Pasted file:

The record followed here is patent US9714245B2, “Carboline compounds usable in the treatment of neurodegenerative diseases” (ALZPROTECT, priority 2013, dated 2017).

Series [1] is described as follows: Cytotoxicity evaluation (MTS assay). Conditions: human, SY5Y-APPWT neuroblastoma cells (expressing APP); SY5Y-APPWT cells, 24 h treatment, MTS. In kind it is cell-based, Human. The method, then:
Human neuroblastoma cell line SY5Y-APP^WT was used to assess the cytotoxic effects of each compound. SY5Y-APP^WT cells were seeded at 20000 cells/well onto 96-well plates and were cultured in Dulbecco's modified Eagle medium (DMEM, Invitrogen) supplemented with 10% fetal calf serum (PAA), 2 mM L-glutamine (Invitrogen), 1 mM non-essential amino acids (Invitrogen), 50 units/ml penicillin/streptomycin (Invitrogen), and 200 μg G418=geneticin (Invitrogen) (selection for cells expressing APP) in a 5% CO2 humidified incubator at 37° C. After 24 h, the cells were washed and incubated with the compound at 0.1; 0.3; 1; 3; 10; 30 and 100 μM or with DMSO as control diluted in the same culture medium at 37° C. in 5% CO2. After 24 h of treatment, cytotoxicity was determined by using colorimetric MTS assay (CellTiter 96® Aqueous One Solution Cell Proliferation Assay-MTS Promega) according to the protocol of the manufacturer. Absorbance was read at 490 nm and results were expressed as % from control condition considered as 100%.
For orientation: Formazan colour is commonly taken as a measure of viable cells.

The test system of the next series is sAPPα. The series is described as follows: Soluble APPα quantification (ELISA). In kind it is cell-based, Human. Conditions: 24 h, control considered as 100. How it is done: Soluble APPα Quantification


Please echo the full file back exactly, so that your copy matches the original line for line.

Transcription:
The record followed here is patent US9714245B2, “Carboline compounds usable in the treatment of neurodegenerative diseases” (ALZPROTECT, priority 2013, dated 2017).

Series [1] is described as follows: Cytotoxicity evaluation (MTS assay). Conditions: human, SY5Y-APPWT neuroblastoma cells (expressing APP); SY5Y-APPWT cells, 24 h treatment, MTS. In kind it is cell-based, Human. The method, then:
Human neuroblastoma cell line SY5Y-APP^WT was used to assess the cytotoxic effects of each compound. SY5Y-APP^WT cells were seeded at 20000 cells/well onto 96-well plates and were cultured in Dulbecco's modified Eagle medium (DMEM, Invitrogen) supplemented with 10% fetal calf serum (PAA), 2 mM L-glutamine (Invitrogen), 1 mM non-essential amino acids (Invitrogen), 50 units/ml penicillin/streptomycin (Invitrogen), and 200 μg G418=geneticin (Invitrogen) (selection for cells expressing APP) in a 5% CO2 humidified incubator at 37° C. After 24 h, the cells were washed and incubated with the compound at 0.1; 0.3; 1; 3; 10; 30 and 100 μM or with DMSO as control diluted in the same culture medium at 37° C. in 5% CO2. After 24 h of treatment, cytotoxicity was determined by using colorimetric MTS assay (CellTiter 96® Aqueous One Solution Cell Proliferation Assay-MTS Promega) according to the protocol of the manufacturer. Absorbance was read at 490 nm and results were expressed as % from control condition considered as 100%.
For orientation: Formazan colour is commonly taken as a measure of viable cells.

The test system of the next series is sAPPα. The series is described as follows: Soluble APPα quantification (ELISA). In kind it is cell-based, Human. Conditions: 24 h, control considered as 100. How it is done: Soluble APPα Quantification